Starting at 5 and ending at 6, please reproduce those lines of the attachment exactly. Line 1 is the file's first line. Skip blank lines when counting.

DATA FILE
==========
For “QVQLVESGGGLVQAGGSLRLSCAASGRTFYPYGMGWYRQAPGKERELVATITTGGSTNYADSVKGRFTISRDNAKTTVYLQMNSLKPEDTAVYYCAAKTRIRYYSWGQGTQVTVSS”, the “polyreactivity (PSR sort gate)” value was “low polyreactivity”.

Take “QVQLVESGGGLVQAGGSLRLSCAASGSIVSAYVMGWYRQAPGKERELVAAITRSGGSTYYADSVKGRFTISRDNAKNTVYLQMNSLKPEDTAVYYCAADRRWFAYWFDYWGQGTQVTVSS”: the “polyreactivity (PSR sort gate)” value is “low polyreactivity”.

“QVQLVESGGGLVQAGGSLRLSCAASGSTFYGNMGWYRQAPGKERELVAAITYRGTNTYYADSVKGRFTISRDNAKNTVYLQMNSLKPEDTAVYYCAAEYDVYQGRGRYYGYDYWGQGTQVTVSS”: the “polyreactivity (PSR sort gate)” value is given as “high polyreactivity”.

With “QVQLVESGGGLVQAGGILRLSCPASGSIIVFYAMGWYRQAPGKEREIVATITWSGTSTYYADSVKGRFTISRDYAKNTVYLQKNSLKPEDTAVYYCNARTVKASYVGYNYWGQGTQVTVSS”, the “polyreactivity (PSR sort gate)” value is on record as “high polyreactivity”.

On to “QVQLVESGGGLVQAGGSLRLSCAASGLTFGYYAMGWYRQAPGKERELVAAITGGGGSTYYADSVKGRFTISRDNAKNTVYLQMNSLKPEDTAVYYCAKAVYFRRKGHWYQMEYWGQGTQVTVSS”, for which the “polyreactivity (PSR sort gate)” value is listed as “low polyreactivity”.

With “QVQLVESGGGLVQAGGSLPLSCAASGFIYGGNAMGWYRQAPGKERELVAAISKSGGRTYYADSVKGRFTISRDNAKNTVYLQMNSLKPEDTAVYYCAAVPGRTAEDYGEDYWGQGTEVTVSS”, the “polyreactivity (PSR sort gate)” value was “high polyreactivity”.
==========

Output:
On to “QVQLVESGGGLVQAGGSLRLSCAASGLTFGYYAMGWYRQAPGKERELVAAITGGGGSTYYADSVKGRFTISRDNAKNTVYLQMNSLKPEDTAVYYCAKAVYFRRKGHWYQMEYWGQGTQVTVSS”, for which the “polyreactivity (PSR sort gate)” value is listed as “low polyreactivity”.

With “QVQLVESGGGLVQAGGSLPLSCAASGFIYGGNAMGWYRQAPGKERELVAAISKSGGRTYYADSVKGRFTISRDNAKNTVYLQMNSLKPEDTAVYYCAAVPGRTAEDYGEDYWGQGTEVTVSS”, the “polyreactivity (PSR sort gate)” value was “high polyreactivity”.